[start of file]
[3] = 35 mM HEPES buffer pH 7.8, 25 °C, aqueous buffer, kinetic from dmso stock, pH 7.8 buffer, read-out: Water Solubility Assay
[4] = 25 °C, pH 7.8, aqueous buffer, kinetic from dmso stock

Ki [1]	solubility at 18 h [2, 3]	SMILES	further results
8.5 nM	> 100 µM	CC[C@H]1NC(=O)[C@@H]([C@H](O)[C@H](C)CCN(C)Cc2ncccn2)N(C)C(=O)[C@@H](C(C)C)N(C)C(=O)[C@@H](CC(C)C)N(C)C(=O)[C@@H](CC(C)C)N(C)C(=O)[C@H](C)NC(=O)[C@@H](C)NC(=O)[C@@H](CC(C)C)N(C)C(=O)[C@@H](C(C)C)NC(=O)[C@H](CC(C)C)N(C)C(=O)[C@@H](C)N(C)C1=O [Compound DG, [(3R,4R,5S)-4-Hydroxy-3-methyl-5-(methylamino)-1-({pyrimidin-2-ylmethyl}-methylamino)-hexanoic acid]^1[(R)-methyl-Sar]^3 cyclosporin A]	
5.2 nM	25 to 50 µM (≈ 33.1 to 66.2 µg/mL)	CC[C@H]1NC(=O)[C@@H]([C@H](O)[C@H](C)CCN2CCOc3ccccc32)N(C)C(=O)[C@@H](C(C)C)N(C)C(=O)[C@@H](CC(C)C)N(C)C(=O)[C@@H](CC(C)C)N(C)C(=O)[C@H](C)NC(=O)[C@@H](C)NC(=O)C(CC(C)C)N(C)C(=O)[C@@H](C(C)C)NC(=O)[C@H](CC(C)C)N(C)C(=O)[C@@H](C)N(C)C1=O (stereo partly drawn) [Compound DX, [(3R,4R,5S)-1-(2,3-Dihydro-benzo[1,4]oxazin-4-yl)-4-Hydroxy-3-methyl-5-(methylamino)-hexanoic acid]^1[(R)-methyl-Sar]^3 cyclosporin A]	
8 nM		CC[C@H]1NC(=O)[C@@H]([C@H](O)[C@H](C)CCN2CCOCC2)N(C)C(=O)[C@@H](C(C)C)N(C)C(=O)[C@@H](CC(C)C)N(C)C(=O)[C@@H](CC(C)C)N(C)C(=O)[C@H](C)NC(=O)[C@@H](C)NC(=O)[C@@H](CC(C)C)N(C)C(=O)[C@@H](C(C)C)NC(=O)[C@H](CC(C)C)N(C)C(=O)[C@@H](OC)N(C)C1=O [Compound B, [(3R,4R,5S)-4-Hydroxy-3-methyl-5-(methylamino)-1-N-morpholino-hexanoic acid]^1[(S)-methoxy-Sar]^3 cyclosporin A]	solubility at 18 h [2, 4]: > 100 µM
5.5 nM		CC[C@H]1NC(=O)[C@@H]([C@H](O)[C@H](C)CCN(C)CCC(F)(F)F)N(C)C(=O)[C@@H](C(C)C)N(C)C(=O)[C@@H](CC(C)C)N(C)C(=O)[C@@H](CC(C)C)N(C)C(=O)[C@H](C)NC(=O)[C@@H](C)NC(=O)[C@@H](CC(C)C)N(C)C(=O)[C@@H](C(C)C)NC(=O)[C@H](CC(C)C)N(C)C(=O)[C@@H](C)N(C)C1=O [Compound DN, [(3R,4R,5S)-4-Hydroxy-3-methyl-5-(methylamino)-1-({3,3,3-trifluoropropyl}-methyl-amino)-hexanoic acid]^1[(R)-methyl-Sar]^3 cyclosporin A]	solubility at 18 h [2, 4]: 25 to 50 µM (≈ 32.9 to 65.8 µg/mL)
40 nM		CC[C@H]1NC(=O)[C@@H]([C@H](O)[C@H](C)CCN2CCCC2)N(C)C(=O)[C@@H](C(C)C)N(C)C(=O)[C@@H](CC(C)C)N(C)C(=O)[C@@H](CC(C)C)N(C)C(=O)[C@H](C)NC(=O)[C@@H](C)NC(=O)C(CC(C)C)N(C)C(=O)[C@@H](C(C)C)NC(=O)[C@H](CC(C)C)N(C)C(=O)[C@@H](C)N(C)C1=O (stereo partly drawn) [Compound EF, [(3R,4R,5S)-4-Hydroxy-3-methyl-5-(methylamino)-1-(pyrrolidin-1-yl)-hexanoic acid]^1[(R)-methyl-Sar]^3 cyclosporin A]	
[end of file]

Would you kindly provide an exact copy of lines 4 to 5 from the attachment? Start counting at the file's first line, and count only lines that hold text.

8.5 nM	> 100 µM	CC[C@H]1NC(=O)[C@@H]([C@H](O)[C@H](C)CCN(C)Cc2ncccn2)N(C)C(=O)[C@@H](C(C)C)N(C)C(=O)[C@@H](CC(C)C)N(C)C(=O)[C@@H](CC(C)C)N(C)C(=O)[C@H](C)NC(=O)[C@@H](C)NC(=O)[C@@H](CC(C)C)N(C)C(=O)[C@@H](C(C)C)NC(=O)[C@H](CC(C)C)N(C)C(=O)[C@@H](C)N(C)C1=O [Compound DG, [(3R,4R,5S)-4-Hydroxy-3-methyl-5-(methylamino)-1-({pyrimidin-2-ylmethyl}-methylamino)-hexanoic acid]^1[(R)-methyl-Sar]^3 cyclosporin A]	
5.2 nM	25 to 50 µM (≈ 33.1 to 66.2 µg/mL)	CC[C@H]1NC(=O)[C@@H]([C@H](O)[C@H](C)CCN2CCOc3ccccc32)N(C)C(=O)[C@@H](C(C)C)N(C)C(=O)[C@@H](CC(C)C)N(C)C(=O)[C@@H](CC(C)C)N(C)C(=O)[C@H](C)NC(=O)[C@@H](C)NC(=O)C(CC(C)C)N(C)C(=O)[C@@H](C(C)C)NC(=O)[C@H](CC(C)C)N(C)C(=O)[C@@H](C)N(C)C1=O (stereo partly drawn) [Compound DX, [(3R,4R,5S)-1-(2,3-Dihydro-benzo[1,4]oxazin-4-yl)-4-Hydroxy-3-methyl-5-(methylamino)-hexanoic acid]^1[(R)-methyl-Sar]^3 cyclosporin A]	